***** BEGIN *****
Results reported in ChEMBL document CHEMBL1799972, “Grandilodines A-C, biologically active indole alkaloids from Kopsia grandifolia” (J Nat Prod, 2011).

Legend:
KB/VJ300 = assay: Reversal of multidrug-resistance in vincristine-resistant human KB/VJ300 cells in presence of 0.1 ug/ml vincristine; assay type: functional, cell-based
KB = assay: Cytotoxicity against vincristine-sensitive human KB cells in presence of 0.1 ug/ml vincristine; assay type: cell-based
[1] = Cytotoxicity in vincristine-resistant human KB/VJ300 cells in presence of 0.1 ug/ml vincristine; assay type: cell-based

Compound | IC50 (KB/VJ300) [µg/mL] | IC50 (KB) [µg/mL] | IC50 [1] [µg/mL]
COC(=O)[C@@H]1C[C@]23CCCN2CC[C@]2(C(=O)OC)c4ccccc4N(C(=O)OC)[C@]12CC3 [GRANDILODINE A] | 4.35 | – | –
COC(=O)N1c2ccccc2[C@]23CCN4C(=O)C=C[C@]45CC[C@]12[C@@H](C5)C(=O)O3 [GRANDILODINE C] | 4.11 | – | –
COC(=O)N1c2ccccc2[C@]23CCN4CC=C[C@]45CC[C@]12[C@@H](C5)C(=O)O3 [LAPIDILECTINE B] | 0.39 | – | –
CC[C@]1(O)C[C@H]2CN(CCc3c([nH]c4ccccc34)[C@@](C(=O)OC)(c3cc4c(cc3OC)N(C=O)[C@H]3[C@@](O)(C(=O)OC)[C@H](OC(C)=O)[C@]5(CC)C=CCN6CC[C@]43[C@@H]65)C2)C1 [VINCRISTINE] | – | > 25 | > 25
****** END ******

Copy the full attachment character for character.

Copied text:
Results reported in ChEMBL document CHEMBL1799972, “Grandilodines A-C, biologically active indole alkaloids from Kopsia grandifolia” (J Nat Prod, 2011).

Legend:
KB/VJ300 = assay: Reversal of multidrug-resistance in vincristine-resistant human KB/VJ300 cells in presence of 0.1 ug/ml vincristine; assay type: functional, cell-based
KB = assay: Cytotoxicity against vincristine-sensitive human KB cells in presence of 0.1 ug/ml vincristine; assay type: cell-based
[1] = Cytotoxicity in vincristine-resistant human KB/VJ300 cells in presence of 0.1 ug/ml vincristine; assay type: cell-based

Compound | IC50 (KB/VJ300) [µg/mL] | IC50 (KB) [µg/mL] | IC50 [1] [µg/mL]
COC(=O)[C@@H]1C[C@]23CCCN2CC[C@]2(C(=O)OC)c4ccccc4N(C(=O)OC)[C@]12CC3 [GRANDILODINE A] | 4.35 | – | –
COC(=O)N1c2ccccc2[C@]23CCN4C(=O)C=C[C@]45CC[C@]12[C@@H](C5)C(=O)O3 [GRANDILODINE C] | 4.11 | – | –
COC(=O)N1c2ccccc2[C@]23CCN4CC=C[C@]45CC[C@]12[C@@H](C5)C(=O)O3 [LAPIDILECTINE B] | 0.39 | – | –
CC[C@]1(O)C[C@H]2CN(CCc3c([nH]c4ccccc34)[C@@](C(=O)OC)(c3cc4c(cc3OC)N(C=O)[C@H]3[C@@](O)(C(=O)OC)[C@H](OC(C)=O)[C@]5(CC)C=CCN6CC[C@]43[C@@H]65)C2)C1 [VINCRISTINE] | – | > 25 | > 25